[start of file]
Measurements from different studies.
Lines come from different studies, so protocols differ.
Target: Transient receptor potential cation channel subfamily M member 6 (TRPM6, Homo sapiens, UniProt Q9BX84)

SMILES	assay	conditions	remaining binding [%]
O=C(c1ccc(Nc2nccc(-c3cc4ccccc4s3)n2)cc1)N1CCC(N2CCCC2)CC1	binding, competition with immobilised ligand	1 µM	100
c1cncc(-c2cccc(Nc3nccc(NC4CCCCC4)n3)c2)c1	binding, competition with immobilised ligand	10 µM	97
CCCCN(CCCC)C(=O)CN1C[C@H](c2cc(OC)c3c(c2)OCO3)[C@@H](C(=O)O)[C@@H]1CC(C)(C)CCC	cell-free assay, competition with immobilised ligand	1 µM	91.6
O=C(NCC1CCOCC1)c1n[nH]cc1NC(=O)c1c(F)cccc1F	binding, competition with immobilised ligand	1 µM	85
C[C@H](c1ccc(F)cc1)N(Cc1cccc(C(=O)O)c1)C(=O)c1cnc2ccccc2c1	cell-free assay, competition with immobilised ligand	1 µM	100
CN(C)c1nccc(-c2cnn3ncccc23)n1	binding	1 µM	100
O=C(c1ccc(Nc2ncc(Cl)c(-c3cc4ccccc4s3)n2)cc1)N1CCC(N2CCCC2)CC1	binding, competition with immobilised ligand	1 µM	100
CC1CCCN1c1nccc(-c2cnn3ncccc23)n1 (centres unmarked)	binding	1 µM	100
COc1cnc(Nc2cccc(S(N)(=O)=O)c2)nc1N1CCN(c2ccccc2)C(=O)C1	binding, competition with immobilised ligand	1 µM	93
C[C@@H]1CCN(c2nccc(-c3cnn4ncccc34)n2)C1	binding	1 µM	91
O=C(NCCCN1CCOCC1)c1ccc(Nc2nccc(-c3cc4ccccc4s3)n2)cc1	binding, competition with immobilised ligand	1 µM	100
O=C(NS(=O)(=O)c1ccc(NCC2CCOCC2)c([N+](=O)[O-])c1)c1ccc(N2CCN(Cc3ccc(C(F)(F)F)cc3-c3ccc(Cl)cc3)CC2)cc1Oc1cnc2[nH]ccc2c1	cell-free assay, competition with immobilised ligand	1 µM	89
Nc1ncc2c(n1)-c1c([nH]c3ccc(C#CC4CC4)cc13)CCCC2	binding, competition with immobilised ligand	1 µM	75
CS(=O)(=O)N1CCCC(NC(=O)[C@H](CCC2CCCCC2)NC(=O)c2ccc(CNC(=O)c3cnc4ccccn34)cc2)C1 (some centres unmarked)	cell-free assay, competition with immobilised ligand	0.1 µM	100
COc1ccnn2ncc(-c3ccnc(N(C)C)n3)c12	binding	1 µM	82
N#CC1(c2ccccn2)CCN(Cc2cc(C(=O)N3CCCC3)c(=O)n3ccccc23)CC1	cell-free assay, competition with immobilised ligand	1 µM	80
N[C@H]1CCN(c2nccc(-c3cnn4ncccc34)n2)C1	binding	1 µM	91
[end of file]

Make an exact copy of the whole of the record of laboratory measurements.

Measurements from different studies.
Lines come from different studies, so protocols differ.
Target: Transient receptor potential cation channel subfamily M member 6 (TRPM6, Homo sapiens, UniProt Q9BX84)

SMILES	assay	conditions	remaining binding [%]
O=C(c1ccc(Nc2nccc(-c3cc4ccccc4s3)n2)cc1)N1CCC(N2CCCC2)CC1	binding, competition with immobilised ligand	1 µM	100
c1cncc(-c2cccc(Nc3nccc(NC4CCCCC4)n3)c2)c1	binding, competition with immobilised ligand	10 µM	97
CCCCN(CCCC)C(=O)CN1C[C@H](c2cc(OC)c3c(c2)OCO3)[C@@H](C(=O)O)[C@@H]1CC(C)(C)CCC	cell-free assay, competition with immobilised ligand	1 µM	91.6
O=C(NCC1CCOCC1)c1n[nH]cc1NC(=O)c1c(F)cccc1F	binding, competition with immobilised ligand	1 µM	85
C[C@H](c1ccc(F)cc1)N(Cc1cccc(C(=O)O)c1)C(=O)c1cnc2ccccc2c1	cell-free assay, competition with immobilised ligand	1 µM	100
CN(C)c1nccc(-c2cnn3ncccc23)n1	binding	1 µM	100
O=C(c1ccc(Nc2ncc(Cl)c(-c3cc4ccccc4s3)n2)cc1)N1CCC(N2CCCC2)CC1	binding, competition with immobilised ligand	1 µM	100
CC1CCCN1c1nccc(-c2cnn3ncccc23)n1 (centres unmarked)	binding	1 µM	100
COc1cnc(Nc2cccc(S(N)(=O)=O)c2)nc1N1CCN(c2ccccc2)C(=O)C1	binding, competition with immobilised ligand	1 µM	93
C[C@@H]1CCN(c2nccc(-c3cnn4ncccc34)n2)C1	binding	1 µM	91
O=C(NCCCN1CCOCC1)c1ccc(Nc2nccc(-c3cc4ccccc4s3)n2)cc1	binding, competition with immobilised ligand	1 µM	100
O=C(NS(=O)(=O)c1ccc(NCC2CCOCC2)c([N+](=O)[O-])c1)c1ccc(N2CCN(Cc3ccc(C(F)(F)F)cc3-c3ccc(Cl)cc3)CC2)cc1Oc1cnc2[nH]ccc2c1	cell-free assay, competition with immobilised ligand	1 µM	89
Nc1ncc2c(n1)-c1c([nH]c3ccc(C#CC4CC4)cc13)CCCC2	binding, competition with immobilised ligand	1 µM	75
CS(=O)(=O)N1CCCC(NC(=O)[C@H](CCC2CCCCC2)NC(=O)c2ccc(CNC(=O)c3cnc4ccccn34)cc2)C1 (some centres unmarked)	cell-free assay, competition with immobilised ligand	0.1 µM	100
COc1ccnn2ncc(-c3ccnc(N(C)C)n3)c12	binding	1 µM	82
N#CC1(c2ccccn2)CCN(Cc2cc(C(=O)N3CCCC3)c(=O)n3ccccc23)CC1	cell-free assay, competition with immobilised ligand	1 µM	80
N[C@H]1CCN(c2nccc(-c3cnn4ncccc34)n2)C1	binding	1 µM	91